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A tough childhood doesn’t have to damage us irretrievably

By Nina Steele 

Women choosing not to have childrenI had a conversation with a friend recently. It is a new friendship yet we both feel so comfortable with each other that we have been sharing some uncomfortable childhood stories we both experienced. The very sensitive nature of some of those stories means that my husband is the only other person I have shared them with. That I felt comfortable enough to open up to this person has surprised even me.

Upon hearing some of the traumas I have had to overcome, she was surprised because most of the people she knows who have been through the kind of stuff I told her, usually have messed up lives. Some of her own stories are equally damaging, yet she too doesn’t seem to have done too badly for herself. We have talked a few times and the more we open up to each other, the more we realise how much we have in common. The other thing I am being reminded of from our conversations, is how much baggage we all carry.

A few months ago, I called out a journalist on Twitter for referring to Harry and Meghan as “damaged”. I reminded her that we are all damaged to a certain extent, some more so than others. Show me someone who carries no baggage at all. There is no such a person. Even those born into loving families have issues. It is the very nature of being human.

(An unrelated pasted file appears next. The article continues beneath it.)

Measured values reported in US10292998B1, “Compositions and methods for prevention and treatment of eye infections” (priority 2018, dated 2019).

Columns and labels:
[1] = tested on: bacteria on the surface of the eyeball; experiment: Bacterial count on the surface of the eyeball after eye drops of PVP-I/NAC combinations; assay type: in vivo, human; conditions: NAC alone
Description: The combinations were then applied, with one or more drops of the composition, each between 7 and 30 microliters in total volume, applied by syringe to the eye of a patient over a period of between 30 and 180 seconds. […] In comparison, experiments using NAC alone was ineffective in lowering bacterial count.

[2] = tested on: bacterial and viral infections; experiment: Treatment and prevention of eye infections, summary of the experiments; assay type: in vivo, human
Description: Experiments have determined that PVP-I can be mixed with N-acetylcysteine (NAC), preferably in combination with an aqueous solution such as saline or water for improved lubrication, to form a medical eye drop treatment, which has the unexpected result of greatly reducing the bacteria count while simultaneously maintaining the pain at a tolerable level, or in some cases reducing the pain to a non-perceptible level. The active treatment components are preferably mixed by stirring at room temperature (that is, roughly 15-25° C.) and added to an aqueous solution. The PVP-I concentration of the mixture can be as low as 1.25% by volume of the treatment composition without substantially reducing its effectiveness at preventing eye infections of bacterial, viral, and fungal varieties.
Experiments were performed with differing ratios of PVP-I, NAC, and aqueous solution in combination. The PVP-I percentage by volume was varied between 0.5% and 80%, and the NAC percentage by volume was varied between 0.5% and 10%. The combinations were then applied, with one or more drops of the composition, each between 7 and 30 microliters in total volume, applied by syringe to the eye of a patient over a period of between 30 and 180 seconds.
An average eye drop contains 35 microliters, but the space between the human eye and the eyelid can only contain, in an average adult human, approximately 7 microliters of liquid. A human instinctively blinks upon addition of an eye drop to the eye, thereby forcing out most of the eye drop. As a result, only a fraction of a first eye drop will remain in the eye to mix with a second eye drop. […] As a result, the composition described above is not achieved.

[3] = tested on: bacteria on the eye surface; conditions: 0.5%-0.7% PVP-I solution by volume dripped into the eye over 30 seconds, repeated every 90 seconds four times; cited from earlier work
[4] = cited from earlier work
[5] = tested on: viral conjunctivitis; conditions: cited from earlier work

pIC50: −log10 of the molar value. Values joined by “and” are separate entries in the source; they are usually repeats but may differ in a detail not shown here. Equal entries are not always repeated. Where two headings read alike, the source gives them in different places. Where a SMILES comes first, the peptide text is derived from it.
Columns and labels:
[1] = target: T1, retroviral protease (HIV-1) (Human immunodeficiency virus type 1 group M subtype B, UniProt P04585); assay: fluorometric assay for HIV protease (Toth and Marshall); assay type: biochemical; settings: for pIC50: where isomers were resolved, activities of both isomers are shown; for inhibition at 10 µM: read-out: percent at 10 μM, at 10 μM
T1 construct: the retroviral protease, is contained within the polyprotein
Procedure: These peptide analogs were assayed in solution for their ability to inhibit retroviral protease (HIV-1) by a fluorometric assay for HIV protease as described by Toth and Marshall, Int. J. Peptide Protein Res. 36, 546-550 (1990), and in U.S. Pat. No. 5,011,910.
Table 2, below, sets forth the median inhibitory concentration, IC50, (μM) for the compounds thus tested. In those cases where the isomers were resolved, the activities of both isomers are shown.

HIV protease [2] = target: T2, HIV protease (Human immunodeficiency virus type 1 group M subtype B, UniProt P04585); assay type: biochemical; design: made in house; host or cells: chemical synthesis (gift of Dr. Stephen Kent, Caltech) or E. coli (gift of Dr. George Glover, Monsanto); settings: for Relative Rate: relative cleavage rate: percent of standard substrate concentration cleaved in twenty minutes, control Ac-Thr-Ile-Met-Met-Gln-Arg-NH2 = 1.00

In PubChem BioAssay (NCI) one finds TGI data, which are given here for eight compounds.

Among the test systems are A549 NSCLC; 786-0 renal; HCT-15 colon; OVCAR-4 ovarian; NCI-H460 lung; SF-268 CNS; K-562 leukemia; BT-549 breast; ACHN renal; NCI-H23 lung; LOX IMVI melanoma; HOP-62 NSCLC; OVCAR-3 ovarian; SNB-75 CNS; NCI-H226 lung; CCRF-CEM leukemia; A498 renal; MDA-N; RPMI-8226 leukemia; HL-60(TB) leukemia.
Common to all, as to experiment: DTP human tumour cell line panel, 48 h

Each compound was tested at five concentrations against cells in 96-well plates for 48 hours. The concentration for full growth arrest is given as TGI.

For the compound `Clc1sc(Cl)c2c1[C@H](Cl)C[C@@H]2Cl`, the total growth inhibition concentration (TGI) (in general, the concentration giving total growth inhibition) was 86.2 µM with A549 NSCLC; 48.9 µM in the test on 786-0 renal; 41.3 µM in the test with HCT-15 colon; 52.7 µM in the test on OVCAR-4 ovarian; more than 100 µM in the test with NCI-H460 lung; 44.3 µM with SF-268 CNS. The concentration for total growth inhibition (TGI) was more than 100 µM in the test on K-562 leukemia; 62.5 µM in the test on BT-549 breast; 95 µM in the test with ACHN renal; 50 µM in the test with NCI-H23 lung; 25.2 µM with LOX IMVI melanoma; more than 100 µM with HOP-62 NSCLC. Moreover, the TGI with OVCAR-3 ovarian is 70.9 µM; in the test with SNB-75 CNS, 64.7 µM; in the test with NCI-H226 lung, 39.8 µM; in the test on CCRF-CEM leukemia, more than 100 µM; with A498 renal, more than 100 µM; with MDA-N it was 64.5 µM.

We all carry pain, most of it from our childhood. How we deal with that pain and our ability to overcome it depends on many factors. I have an inbuilt resilience that allows me to get back up whenever I am down. It is a character trait I have inherited from the women who came before me. I may disagree with my mother on some aspects of my childhood, and there are many, but I am also grateful to her for some of the character traits that have allowed me to be where I am today.

We often hear stories of people who have gone through the most terrible of experiences growing up, yet have managed to build a successful life for themselves. Equally, some people never recover. Life is tough, whichever way you look at it.

As I grow older, I have come to accept that not everyone can be saved. It is just what it is. Some years ago, I still believed that we were all meant to find peace in this lifetime (I am of course referring to people living ordinary lives, as opposed to those in war zones for example). I really did believe that, until I started reading stories of people who have spent most of their lives in therapy and have resigned themselves to the fact that they will never find peace.

I didn’t get to where I am today without making some tough choices. When you grow up in a toxic environment, you either repeat that dysfunction as an adult, or you completely reject it. I hate drama precisely because of my childhood. I will do anything for peace. Making those tough choices has become easier the older I get. Life is tough enough as it is, the last thing I want is to take on other people’s drama too.

Women choosing not to have children

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